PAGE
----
Why Christians Are Not in a Culture War
Exploring both sides of our "countercultural calling."
“The church has been called to counter and bless the culture.” – Recovering Biblical Manhood and Womanhood
"[The church should be] unapologetically countercultural in our teaching of the Scriptures.” – Mark Chanski
We are gridlocked in a stubborn culture war. But I want to address the issue of being "called" to be countercultural. Opposing “the culture of the day” is often something I have heard we should do as Christians. But what does that mean?
Both of the above quotes seem to indicate a lack of understanding regarding the fact that we live among dozens of cultures as Americans. Shall we simultaneously be countercultural to each separate culture? That’s quite difficult since they are often opposed to one another.
It is implied that Christians should be countercultural regardless of what values are upheld by the culture. But acting in that way only encourages pride, stunts the growth of the Church and ignores the Spirit of God at work among all peoples. In fact, the Church can learn a lot from non-Christians—and if non-Christians agree en masse about something, that’s called culture. And sometimes non-Christian culture is right.
Many cultures without the influence of the Church, for instance, are right about the importance of respect for their elders. Other cultures are right about personal liberty in the face of oppression. So to be blindly countercultural ignores the image of God emblazoned on each and every culture. Somewhere in each culture, He’s there. We must learn to recognize those aspects, learn from them and use them as inroads for the Gospel.
Perhaps more embedded in the countercultural stance of the Church is the message that “you non-Christians” and not “us Christians” are full of worldly culture. A false dichotomy is established: “You” need redeeming while “we” are agents of redemption. The implication is that either a) the Church is cultureless or b) the Church has its own holy culture and that, because of a) and b), the Church is susceptible to the disease of contemporary culture and must always fight it.
And that is a major problem.
It is not true that the Church is cultureless. Culture is everywhere, even in God’s established Church. When tutoring some middle school students years ago, they asked me to define the word culture. The best thing I could come up with on the spot was the explanation that culture is those things in your life that seem normal to your family or friends but abnormal to other people. That isn’t the most sophisticated definition of culture, but I think it is helpful. The Church is full of behaviors and values that are abnormal to people outside (and often inside) our community. To say that any group of human beings can be cultureless is to be ignorant of what culture is.
In addition, it is impossible for the Church to be culturally holy. My argument for this is not theological as much as it is practical. The global Church is multicultural, and many of the cultures among our own brothers and sisters are contradictory to one another. Cultures within the American church alone oppose one another. On a global scale, the differences among cultures of the Church are overwhelming. So which one is right? American middle-class Southern Baptist culture? New England upper-class Presbyterian (PCA) culture? Kenyan poverty-escaping Pentecostal culture? Chinese house-church culture? They certainly don’t all agree.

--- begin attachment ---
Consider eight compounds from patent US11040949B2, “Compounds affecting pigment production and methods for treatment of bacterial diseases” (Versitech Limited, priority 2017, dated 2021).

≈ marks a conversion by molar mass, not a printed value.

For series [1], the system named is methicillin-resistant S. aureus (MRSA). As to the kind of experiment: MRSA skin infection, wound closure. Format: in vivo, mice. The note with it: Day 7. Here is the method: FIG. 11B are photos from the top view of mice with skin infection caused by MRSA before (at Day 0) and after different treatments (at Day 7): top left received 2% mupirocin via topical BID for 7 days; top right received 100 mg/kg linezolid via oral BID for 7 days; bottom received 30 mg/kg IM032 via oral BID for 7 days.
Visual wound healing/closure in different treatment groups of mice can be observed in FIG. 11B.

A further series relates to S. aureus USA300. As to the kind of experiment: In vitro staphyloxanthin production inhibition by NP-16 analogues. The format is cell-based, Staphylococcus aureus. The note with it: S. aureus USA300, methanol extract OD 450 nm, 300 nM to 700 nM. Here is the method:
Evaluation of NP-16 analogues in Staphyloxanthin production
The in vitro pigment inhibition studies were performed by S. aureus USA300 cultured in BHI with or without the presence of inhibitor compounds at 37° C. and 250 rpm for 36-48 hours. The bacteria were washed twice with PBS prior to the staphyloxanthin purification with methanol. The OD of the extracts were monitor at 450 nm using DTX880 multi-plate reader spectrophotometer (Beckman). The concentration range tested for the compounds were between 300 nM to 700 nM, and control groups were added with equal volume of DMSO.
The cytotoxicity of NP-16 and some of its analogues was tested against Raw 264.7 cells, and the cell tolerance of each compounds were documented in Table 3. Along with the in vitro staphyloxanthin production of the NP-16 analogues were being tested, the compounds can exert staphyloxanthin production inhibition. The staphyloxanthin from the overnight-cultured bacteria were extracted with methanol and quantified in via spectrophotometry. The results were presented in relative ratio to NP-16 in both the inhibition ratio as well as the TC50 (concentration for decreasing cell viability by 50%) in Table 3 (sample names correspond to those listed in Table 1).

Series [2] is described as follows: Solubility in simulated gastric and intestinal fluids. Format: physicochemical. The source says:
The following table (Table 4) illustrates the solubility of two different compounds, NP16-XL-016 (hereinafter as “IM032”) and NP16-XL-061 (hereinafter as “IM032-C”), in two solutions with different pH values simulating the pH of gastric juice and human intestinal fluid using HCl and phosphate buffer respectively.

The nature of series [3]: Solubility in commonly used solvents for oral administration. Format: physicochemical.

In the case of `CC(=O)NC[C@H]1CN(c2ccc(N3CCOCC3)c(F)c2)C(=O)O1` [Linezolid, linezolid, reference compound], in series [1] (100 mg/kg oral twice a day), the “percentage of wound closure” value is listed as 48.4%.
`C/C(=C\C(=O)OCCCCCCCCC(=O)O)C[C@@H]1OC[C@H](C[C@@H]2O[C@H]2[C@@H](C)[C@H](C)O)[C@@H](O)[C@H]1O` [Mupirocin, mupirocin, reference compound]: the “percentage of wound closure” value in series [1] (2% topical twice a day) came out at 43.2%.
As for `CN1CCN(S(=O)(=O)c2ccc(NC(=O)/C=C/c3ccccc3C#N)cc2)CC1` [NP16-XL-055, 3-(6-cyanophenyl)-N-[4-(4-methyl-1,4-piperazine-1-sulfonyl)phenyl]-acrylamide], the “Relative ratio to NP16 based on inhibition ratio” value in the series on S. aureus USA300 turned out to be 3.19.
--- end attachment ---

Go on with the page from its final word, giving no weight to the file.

I wholeheartedly agree that the Church is susceptible to the influence of worldly culture. But I disagree just as wholeheartedly that worldly culture is “out there” and is advancing into the Church unless we fight it. Because the Church is culturally imperfect just as the world is. So the problem with our view of the disease of culture is not that it exists, but where it exists. The Church should be made up of people who point to themselves and say: "Me. It’s me. I am the problem with the world."
When Christians, as His representatives on Earth, fail to recognize the sin in our own hearts, even the cultural sin, we mar His image and bring ill repute to His name. Yes, there is sin in the world that we should fight. But we must always look to find the sin in ourselves first. When pastors, authors and teachers encourage us to counter contemporary culture without regard for the broken cultures within the Church, we look like a bunch of finger-pointing hypocrites.
I agree completely that the Church should be outside of culture, and even counter to it at times. But being countercultural should not be the aim of Christians and Christian teaching. We should be advancing God’s redemption first into our own hearts and then into the heart of each and every culture on the globe. But God’s redemption certainly doesn’t look like the exact opposite of whatever culture you are in. To be blindly countercultural regardless of the context is to make an idol of culture by shaping the Gospel around it instead of shaping our cultures around the Gospel.
Instead of simply being countercultural, Christians must counter the fallen and broken aspects of all cultures, even Church cultures. But while you do so, honor and build upon the redemptive glimpses of God you find.
Laura Ziesel is a seminary student at Azusa Pacific University and a freelance writer and editor living in sunny California with herhusband. She blogs on matters of faith, gender, church culture and moreat LauraZiesel.com. She is also a contributing writer for The Redemptive Pursuit, a weekly devotional for women.You can find her on Twitter @lziesel. This article was reprinted from her blog with permission.